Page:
• The medium used to cultivate the transformed host cells may be any conventional medium suitable for growing the host cells in question. The expressed endoglucanase may conveniently be secreted into the culture medium and may be recovered thereform by well-known procedures including separating the cells from the medium by centrifugation or filtration, precipitating proteinaceous components of the medium by means of a salt such as ammonium sulphate, followed by chromatographic procedures such as ion exchange chromatography, affinity chromatography, or the like.
  • By employing recombinant DNA techniques as indicated above, techniques of protein purification, techniques of fermentation and mutation or other techniques which are well known in the art, it is possible to provide endoglucanases of a high purity.
  • The cellulase preparation of the invention may conveniently be added to cotton-containing fabrics together with other detergent materials during soaking, washing or rinsing operations. Accordingly, in another aspect, the invention relates to a detergent additive comprising above about 40% (on the basis of total protein as determined from the OD at 280 nm) of an endoglucanase component which exhibits a CMC-endoase activity (as defined above) of above about 5 CMC-endoase units per mg of total protein and a CAVU activity (as defined above) of above about 50% under alkaline conditions. The detergent additive may suitably be in the form of a non-dusting granulate, stabilized liquid or protected enzyme. Non-dusting granulates may be produced e.g. according to US 4,106,991 and 4,661,452 (both to Novo Industri A/S) and may optionally be coated by methods known in the art. Liquid enzyme preparations may, for instance, be stabilized by adding a polyol such as propylene glycol, a sugar or sugar alcohol, lactic acid or boric acid according to established methods. Other enzyme stabilizers are well known in the art. Protected enzymes may be prepared according to the method disclosed in EP 238,216.
  • The detergent additive may suitably exhibit a CMC-endoase activity (as defined above) of 500-10,000 CMC-endoase units per gram of the additive. It will be understood that the detergent additive may further include one or more other enzymes, such as protease, lipase or amylase, conventionally included in detergent additives.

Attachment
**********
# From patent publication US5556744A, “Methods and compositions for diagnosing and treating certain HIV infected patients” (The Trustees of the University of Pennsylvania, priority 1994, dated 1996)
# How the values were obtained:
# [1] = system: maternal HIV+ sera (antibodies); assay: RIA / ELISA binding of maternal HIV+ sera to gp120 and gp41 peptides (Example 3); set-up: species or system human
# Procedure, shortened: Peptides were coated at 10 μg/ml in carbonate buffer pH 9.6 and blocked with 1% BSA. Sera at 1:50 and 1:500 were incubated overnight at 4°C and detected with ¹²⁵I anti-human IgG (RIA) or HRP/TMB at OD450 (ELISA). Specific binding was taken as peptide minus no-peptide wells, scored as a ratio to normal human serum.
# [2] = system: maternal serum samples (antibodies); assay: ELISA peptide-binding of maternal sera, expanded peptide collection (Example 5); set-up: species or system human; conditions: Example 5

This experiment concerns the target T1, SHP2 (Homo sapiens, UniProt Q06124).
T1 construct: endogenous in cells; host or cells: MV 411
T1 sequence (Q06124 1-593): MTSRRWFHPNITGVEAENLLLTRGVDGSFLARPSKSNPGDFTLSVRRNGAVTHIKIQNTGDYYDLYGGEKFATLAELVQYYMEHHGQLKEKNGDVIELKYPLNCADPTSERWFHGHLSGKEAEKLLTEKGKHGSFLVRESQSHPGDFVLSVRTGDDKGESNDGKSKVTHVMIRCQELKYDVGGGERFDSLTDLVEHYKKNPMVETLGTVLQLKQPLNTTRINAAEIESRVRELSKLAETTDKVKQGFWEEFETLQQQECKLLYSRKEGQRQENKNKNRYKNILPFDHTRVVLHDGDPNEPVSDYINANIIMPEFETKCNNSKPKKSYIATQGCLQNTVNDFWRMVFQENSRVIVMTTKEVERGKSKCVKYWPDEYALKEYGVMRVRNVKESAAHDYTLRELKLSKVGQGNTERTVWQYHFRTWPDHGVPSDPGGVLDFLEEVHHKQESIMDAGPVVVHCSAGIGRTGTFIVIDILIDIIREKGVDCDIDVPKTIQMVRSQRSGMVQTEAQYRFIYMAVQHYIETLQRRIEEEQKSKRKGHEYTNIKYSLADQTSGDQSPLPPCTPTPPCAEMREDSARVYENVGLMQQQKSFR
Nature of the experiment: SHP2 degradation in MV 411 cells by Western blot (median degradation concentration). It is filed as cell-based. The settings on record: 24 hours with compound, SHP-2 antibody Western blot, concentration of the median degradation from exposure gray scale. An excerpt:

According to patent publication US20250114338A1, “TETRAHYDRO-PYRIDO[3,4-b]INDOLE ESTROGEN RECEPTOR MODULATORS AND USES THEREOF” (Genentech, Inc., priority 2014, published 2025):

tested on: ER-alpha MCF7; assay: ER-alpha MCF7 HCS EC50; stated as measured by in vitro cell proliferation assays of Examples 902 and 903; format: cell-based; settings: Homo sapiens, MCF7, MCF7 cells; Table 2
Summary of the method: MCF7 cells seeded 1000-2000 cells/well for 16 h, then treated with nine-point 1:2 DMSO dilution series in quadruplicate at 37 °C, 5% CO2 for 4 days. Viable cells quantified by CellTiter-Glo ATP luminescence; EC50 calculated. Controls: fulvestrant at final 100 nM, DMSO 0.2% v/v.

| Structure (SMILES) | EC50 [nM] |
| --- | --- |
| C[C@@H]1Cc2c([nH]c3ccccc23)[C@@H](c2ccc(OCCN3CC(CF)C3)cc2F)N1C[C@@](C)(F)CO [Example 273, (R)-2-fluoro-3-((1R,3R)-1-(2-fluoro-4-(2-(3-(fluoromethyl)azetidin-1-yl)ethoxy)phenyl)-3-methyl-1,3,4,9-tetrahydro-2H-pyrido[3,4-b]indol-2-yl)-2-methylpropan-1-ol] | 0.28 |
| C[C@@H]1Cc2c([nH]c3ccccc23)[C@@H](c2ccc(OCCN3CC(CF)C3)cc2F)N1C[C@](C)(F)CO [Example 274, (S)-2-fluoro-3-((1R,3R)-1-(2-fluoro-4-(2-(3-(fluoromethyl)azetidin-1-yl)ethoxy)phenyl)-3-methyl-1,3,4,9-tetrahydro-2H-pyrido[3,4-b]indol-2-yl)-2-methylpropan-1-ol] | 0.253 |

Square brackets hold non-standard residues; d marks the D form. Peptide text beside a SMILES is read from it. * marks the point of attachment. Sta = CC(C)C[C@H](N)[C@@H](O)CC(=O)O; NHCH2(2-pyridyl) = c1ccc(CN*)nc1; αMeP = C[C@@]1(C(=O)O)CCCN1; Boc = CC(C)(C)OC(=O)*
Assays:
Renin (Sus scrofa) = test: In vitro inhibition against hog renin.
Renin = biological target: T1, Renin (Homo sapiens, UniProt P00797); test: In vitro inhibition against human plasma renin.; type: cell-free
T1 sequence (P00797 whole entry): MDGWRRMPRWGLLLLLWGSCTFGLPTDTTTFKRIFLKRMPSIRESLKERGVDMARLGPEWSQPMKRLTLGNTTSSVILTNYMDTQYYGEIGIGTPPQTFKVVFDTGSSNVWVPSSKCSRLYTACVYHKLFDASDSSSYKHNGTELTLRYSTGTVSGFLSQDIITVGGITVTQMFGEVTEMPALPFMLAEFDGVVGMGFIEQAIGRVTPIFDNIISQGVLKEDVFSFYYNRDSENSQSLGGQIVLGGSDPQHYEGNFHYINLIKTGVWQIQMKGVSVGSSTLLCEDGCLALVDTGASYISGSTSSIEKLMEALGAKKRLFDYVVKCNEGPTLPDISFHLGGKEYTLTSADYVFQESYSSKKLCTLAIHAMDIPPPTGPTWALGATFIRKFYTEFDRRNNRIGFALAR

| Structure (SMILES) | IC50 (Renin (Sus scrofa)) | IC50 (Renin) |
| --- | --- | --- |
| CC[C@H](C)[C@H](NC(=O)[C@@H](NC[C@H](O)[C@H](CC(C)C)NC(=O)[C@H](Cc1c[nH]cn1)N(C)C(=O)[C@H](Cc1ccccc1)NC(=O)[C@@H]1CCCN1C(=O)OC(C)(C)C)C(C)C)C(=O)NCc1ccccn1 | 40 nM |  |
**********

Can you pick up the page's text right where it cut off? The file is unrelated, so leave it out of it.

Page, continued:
• In a still further aspect, the invention relates to a detergent composition comprising a cellulase preparation as described above.
  • Detergent compositions of the invention additionally comprise surfactants which may be of the anionic, non-ionic, cationic, amphoteric, or zwitterionic type as well as mixtures of these surfactant classes. Typical examples of anionic surfactants are linear alkyl benzene sulfonates (LAS), alpha olefin sulfonates (AOS), alcohol ethoxy sulfates (AES) and alkali metal salts of natural fatty acids.
  • Detergent compositions of the invention may contain other detergent ingredients known in the art as e.g. builders, bleaching agents, bleach activators, anti-corrosion agents, sequestering agents, anti soil-redeposition agents, perfumes, enzyme stabilizers, etc.
  • The detergent composition of the invention may be formulated in any convenient form, e.g. as a powder or liquid. The enzyme may be stabilized in a liquid detergent by inclusion of enzyme stabilizers as indicated above. Usually, the pH of a solution of the detergent composition of the invention will be 7-12 and in some instances 7.0-10.5. Other detergent enzymes such as proteases, lipases or amylases may be included the detergent compositions of the invention, either separately or in a combined additive as described above.
  • The softening, soil removal and colour clarification effects obtainable by means of the cellulase preparation of the invention generally require a concentration of the cellulase preparation in the washing solution corresponding to an endoglucanase activity of 5-200 CMC-endoase units per liter. The detergent composition of the invention is typically employed in concentrations of 0.5 - 20 g/l in the washing solution. Consequently, the cellulase concentration of the detergent composition of the invention is about 0.3 - 400 CMC-endoase units per gram. In general, it is most convenient to add the detergent additive in amounts of 0.1 - 5% w/w or, preferably, in amounts of 0.2 - 2% of the detergent composition.
  • In a still further aspect, the present invention relates to a method of reducing the rate at which cotton-containing fabrics become harsh or of reducing the harshness of cotton-containing fabrics, the method comprising treating cotton-containing fabrics with a cellulase preparation as described above. The method of the invention may be carried out by treating cotton-containing fabrics during washing. However, if desired, treatment of the fabrics may also be carried out during soaking or rinsing or simply by adding the cellulase preparation to water in which the fabrics are or will be immersed.
  • The present invention is described in further detail with reference to currently preferred embodiments in the following examples which are not intended to limit the scope of the invention in any way.